2.) Accept that I live in a world full of people that are not only motivated primarily by emotions, but are also anti-intellectual! Hollywood (which has several good vegan restaurants), with its delusional promise of “being in the right place at the right time” is a place that attracts the irrational: those “dreamers” who don’t bother to get their shit together, and bumble through life expecting everything to work out (while someone else fixes their mistakes). According to Myers-Briggs (the third continuum) those people would be the “F” or Feeling element vs. “T” or Thinking. I am an INTJ, which basically means I shouldn’t go to lunch in Hollywood unless I want to be in a bad mood. But if I do, I can do my best to remember the T/F continuum.

As simple and obvious as these are, they’re not easy for me to put into practice. My trained reaction is to explode (I mean raising my voice and complaining and banging my hands on a horizontal surface like Alex Jones) — but that’s getting old, and it annoys my wife.

So: I will go forward and attempt to apply these two ideas. Best of luck to me!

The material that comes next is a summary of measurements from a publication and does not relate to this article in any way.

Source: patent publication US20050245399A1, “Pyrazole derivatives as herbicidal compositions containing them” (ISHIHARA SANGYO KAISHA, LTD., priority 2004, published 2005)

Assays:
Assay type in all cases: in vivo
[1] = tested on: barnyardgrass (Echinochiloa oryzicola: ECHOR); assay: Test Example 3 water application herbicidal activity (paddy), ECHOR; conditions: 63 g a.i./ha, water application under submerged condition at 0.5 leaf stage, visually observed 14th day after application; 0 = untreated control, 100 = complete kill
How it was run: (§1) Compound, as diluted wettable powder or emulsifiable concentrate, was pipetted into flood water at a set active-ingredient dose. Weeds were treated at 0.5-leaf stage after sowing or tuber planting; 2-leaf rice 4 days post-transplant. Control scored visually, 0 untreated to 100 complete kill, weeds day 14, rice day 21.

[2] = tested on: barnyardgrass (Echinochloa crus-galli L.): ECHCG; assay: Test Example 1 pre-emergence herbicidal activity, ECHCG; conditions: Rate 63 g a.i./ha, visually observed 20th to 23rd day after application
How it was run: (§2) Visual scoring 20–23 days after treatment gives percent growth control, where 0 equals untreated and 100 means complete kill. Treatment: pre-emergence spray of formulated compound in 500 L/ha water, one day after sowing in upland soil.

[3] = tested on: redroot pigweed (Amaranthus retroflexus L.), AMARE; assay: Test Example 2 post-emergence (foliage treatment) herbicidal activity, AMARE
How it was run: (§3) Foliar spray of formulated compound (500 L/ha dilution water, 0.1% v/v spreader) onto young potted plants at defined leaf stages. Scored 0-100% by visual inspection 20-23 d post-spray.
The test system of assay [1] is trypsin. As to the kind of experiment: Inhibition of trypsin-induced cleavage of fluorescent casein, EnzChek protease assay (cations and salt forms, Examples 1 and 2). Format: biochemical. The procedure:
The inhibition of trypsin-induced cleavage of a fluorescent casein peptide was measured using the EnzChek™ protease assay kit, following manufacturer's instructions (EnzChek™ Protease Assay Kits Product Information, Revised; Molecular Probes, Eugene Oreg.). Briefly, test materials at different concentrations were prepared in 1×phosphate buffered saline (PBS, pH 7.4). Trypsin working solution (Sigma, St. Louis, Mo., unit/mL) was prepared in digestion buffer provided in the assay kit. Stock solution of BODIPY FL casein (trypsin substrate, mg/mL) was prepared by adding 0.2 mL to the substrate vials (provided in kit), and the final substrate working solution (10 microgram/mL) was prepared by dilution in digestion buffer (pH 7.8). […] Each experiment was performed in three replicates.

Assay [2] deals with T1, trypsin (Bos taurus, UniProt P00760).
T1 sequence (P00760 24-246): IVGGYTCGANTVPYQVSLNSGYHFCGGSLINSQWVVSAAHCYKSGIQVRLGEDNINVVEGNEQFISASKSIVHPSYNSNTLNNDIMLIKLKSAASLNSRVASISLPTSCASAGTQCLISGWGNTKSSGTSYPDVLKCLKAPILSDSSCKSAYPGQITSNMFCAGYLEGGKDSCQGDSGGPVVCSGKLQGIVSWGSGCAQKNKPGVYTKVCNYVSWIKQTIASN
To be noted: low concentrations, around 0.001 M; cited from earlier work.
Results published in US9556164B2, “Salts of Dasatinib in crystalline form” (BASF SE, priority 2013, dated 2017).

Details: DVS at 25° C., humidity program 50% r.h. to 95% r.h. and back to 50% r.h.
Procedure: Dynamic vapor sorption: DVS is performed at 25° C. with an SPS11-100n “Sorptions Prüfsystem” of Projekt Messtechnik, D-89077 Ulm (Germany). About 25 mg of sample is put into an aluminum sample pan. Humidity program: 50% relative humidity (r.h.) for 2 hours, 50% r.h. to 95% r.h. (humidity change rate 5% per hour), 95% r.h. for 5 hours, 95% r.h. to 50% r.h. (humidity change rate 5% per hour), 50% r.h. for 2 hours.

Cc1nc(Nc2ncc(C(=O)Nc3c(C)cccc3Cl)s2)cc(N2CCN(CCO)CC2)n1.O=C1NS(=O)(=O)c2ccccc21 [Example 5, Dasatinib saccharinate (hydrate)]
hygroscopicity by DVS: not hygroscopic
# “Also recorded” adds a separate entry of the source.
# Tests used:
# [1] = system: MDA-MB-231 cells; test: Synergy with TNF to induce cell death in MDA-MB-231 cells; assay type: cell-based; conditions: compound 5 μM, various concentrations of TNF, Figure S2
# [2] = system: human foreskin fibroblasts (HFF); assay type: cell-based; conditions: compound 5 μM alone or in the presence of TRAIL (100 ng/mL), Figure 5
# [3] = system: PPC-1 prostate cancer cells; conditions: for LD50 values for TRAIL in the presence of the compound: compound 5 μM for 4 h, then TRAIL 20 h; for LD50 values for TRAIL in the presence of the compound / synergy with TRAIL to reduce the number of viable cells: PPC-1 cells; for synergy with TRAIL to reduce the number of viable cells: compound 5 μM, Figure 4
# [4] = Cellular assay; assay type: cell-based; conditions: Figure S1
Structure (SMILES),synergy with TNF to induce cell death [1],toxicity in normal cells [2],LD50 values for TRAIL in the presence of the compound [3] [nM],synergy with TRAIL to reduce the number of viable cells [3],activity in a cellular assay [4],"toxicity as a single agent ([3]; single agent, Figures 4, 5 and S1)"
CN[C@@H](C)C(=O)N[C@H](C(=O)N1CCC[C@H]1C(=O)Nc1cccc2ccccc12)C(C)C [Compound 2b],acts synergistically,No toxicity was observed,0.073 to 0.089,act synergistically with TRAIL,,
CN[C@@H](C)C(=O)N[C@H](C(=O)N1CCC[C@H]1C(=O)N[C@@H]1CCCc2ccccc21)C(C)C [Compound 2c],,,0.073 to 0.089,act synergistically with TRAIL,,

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Seven Digits of Delusion In Los Angeles


Everyone wants people to like them, right?

Even in my most “leave me alone” mood, I’d say life would be too difficult if no one liked me. It would be too hard to get anything done, and I’d most likely end up dead. That’s the practical aspect, at least. My own livelihood depends on four or five people liking me enough to do business with me. (And of course, my wife’s got to like me.)

I don’t mind the total number being in the Single digits. Double Digits works, too. I’m OK with that.

Then there’s the level of “I want everyone I meet to like me.” I don’t tend to get along with that type. Trying too hard to have too many friends. Life of the party. Trying to sell me on how likable they are. They’re annoying, so I go the opposite direction when possible. It’s fine, as long as they stay over there and do their thing. Extroverted salesmen, et cetera. That’s for the Triple Digits. When you’re selling cars and real estate, the more “friends” you have, the better. At least they’re still sane?

Then there are those who want MILLIONS of people to like them. (That’s the Seven Digits of Delusion at this point.) These are people who honestly believe everyone on earth should consider them special. “People should crave to hear my opinion. Things should be named after me. I should have a book, a show, an album, a perfume.” In this perverse parallel universe called Los Angeles (a.k.a. The Imaginary City), it’s absurd how many accept this as a simple premise and go about their day.